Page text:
The UK's average home broadband speeds rose to 14.7Mb in May 2013, latest Ofcom research has indicated.
Based upon figures published by the media regulator, fixed-line download speeds rose by 22 per cent over six months and 64 per cent year-on-year.
Ofcom said that with fibre broadband networks being rolled out in earnest across the UK, broadband speeds have more than quadrupled since 2008.
It revealed that 19 per cent of UK homes now have access to 30Mb download capabilities or greater, up from 14 per cent in November 2012 and eight per cent last May.
And as of May 2013, 86 per cent of UK fixed-line residential broadband users were on packages with advertised speeds above up to 10Mb. This was up from 76 per cent six months ago and 68 per cent in May 2012.
The UK average peak time download speed was measured at 14.2Mb in May - 88 per cent of the average maximum speed.
This compared to an average peak time speed of 11.8Mb in November 2012 - 90 per cent of the average maximum speed.
Claudio Pollack, Ofcom’s Consumer Group Director, said that with the average household now owning more than three types of internet-connected devices, consumers are "demanding more than ever from their broadband service".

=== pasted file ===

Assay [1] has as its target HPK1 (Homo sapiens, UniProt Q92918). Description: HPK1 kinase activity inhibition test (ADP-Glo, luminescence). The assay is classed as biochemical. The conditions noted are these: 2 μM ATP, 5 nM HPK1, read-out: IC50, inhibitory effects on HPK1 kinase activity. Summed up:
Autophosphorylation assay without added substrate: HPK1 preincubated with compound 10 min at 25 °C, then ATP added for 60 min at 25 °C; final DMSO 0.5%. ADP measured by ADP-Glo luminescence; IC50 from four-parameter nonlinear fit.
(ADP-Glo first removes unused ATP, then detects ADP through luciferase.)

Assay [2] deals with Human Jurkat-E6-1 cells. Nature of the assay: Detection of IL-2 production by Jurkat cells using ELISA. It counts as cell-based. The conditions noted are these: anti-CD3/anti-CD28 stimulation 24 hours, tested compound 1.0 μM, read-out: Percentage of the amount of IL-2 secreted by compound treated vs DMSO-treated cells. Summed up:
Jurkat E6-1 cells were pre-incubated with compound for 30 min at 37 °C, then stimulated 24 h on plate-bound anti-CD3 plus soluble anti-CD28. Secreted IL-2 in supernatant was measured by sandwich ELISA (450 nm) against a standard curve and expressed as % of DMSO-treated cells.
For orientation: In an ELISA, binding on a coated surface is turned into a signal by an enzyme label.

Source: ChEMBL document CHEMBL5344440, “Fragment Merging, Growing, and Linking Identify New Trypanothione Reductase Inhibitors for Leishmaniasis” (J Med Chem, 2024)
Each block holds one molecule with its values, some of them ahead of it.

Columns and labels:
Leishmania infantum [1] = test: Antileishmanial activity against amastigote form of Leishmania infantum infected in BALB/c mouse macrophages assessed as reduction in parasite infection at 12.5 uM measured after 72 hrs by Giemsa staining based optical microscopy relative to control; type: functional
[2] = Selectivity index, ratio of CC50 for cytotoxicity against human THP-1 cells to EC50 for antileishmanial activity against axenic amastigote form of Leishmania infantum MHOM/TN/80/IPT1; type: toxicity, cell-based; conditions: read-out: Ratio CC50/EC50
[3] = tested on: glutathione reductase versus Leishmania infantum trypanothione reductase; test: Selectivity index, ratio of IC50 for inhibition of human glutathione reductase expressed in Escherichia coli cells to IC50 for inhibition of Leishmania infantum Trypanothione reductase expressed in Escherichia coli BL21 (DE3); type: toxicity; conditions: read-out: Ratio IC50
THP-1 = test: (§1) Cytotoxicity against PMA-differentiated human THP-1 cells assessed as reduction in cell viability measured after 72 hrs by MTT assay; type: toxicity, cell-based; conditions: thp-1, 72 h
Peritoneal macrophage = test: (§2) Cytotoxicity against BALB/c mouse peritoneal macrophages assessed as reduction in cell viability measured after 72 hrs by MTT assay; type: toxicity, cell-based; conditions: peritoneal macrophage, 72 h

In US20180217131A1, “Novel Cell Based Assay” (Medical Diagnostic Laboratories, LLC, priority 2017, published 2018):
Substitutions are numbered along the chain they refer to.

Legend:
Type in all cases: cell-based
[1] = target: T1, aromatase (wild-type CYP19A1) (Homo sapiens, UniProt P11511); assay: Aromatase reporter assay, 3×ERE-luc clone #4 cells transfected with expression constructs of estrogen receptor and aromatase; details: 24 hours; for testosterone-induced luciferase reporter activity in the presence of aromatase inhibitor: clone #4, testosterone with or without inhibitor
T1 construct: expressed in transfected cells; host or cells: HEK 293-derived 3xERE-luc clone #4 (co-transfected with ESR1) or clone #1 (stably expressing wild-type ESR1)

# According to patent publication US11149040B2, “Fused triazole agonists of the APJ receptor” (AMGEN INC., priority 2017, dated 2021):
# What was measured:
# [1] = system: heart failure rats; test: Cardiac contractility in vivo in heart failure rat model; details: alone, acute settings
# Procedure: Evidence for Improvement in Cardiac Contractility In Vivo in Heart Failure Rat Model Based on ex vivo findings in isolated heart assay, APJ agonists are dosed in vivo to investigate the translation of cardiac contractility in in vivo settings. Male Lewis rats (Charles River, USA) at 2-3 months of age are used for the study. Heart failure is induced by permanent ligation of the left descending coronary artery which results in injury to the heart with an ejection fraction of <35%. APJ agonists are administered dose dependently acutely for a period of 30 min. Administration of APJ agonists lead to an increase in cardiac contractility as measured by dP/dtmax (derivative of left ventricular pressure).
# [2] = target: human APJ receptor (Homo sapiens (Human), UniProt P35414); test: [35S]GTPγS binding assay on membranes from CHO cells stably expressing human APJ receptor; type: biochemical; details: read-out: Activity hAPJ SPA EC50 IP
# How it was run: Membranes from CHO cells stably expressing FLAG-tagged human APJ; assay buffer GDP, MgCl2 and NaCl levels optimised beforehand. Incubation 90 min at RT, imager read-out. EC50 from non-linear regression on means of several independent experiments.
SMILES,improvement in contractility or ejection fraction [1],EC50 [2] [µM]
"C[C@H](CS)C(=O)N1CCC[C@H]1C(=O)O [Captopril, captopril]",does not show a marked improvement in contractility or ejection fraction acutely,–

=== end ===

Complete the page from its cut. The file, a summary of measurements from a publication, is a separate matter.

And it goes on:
"Internet providers have responded by upgrading customers to higher speed services and launching new super-fast packages," he noted.
Mr Pollack said the UK is yet to see the full effect of government measures to improve broadband availability in rural areas, which should also help to boost speeds.
The Con-Lib coalition is investing an initial £530 million in countryside-based networks, with the promise of additional funding post-2015.
Mr Pollack predicted that the upcoming 4G launch in the 800MHz and 2.6GHz frequency bands will also have a positive effect on mobile broadband availability across the UK.
This will ensure consumers have a super-fast alternative to a fixed fibre-optic broadband connection.